Reconnection, the merging of magnetic field lines of opposite polarity near the surface of the sun, Earth and some black holes, is believed to be the root cause of many spectacular astronomical events such as solar flares and coronal mass ejections, but the reason for this is not well understood. Researchers at Los Alamos National Laboratory now have a new theory that may explain the instability and advance the understanding of these phenomena.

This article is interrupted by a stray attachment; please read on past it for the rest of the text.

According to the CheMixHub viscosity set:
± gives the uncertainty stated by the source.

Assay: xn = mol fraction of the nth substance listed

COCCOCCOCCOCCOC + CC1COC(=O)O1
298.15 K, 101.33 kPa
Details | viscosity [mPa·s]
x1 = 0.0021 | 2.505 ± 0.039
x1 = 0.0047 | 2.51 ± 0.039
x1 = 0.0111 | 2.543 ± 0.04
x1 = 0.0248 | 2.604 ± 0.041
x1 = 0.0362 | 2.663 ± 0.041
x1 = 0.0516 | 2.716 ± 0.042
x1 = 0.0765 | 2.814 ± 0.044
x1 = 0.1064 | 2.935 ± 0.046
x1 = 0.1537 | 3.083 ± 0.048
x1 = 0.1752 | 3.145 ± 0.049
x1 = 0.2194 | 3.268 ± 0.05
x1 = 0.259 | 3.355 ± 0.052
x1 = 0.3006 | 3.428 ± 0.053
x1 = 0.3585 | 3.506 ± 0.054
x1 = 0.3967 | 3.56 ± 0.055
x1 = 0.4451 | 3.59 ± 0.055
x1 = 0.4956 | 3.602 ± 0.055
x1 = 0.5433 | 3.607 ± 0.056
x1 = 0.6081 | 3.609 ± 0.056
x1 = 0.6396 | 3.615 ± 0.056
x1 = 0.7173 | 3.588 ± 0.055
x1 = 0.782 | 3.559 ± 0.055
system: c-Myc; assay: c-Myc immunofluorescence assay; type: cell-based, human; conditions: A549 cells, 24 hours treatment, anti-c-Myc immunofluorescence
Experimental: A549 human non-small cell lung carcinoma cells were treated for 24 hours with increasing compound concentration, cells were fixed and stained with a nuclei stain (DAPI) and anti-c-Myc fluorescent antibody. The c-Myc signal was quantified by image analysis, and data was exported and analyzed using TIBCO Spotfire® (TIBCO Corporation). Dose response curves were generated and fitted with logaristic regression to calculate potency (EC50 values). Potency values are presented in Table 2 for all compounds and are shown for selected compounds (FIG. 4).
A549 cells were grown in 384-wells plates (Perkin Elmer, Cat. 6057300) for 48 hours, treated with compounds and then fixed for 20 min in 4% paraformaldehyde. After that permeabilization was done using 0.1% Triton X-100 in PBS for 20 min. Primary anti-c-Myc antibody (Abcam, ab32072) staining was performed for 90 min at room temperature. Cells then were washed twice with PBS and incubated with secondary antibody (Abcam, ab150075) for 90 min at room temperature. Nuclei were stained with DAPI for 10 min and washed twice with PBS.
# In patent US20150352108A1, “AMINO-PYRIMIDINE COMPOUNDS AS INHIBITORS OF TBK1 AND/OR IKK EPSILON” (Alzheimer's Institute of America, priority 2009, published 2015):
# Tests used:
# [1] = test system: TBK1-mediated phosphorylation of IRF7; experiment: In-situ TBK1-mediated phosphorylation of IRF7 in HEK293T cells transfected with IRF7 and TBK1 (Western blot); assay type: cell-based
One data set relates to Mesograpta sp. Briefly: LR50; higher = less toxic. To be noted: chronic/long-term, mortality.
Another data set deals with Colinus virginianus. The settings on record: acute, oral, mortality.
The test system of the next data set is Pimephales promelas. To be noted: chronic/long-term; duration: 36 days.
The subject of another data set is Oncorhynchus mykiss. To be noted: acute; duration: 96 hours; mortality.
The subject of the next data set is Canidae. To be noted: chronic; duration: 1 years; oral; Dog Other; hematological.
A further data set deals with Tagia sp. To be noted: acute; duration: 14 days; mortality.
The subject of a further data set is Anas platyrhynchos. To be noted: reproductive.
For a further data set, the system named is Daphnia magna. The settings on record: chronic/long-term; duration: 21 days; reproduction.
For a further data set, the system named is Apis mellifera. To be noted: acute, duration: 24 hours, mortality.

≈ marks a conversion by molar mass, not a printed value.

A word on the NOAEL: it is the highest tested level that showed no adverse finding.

Theorists Giovanni Lapenta of Los Alamos National Laboratorys Plasma Theory group and Dana Knoll of the Labs Fluid Dynamics group presented their findings at the American Geophysical Union meeting in San Francisco at the Moscone Convention Center.
The theory is based on a 19th century mathematical observation called Kelvin-Helmholtz instability. "What we are trying to determine is why magnetic field lines loop out from the surface of the sun, reconnect and then fall back," said Lapenta. "And why these systems, which look very stable, are in fact quite unstable."
Kevin Roark | EurekAlert!
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